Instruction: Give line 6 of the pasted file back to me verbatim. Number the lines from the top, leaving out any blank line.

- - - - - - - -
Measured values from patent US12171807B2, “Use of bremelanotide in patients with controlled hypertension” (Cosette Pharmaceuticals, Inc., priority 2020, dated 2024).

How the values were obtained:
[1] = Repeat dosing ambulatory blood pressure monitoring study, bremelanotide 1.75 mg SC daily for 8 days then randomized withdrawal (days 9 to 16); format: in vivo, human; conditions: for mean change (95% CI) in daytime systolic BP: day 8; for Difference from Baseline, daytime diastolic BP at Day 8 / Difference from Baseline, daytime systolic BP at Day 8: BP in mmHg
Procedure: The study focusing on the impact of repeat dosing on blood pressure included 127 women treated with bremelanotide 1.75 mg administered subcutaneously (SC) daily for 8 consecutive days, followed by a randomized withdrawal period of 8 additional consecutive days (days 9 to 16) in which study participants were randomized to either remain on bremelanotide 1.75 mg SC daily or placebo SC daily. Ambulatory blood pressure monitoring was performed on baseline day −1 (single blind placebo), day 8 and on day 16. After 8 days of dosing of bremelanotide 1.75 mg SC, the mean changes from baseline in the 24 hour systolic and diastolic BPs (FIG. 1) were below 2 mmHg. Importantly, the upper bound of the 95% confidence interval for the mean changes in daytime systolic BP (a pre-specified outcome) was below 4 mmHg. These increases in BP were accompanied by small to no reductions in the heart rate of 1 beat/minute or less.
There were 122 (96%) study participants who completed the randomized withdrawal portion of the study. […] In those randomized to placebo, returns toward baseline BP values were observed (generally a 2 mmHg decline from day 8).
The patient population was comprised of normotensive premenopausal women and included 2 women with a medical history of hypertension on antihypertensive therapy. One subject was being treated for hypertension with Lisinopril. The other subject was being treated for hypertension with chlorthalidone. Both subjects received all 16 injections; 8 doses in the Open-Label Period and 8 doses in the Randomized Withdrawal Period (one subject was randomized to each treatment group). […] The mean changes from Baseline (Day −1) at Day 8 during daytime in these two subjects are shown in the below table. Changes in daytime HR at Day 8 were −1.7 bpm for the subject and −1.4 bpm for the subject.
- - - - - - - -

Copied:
The patient population was comprised of normotensive premenopausal women and included 2 women with a medical history of hypertension on antihypertensive therapy. One subject was being treated for hypertension with Lisinopril. The other subject was being treated for hypertension with chlorthalidone. Both subjects received all 16 injections; 8 doses in the Open-Label Period and 8 doses in the Randomized Withdrawal Period (one subject was randomized to each treatment group). […] The mean changes from Baseline (Day −1) at Day 8 during daytime in these two subjects are shown in the below table. Changes in daytime HR at Day 8 were −1.7 bpm for the subject and −1.4 bpm for the subject.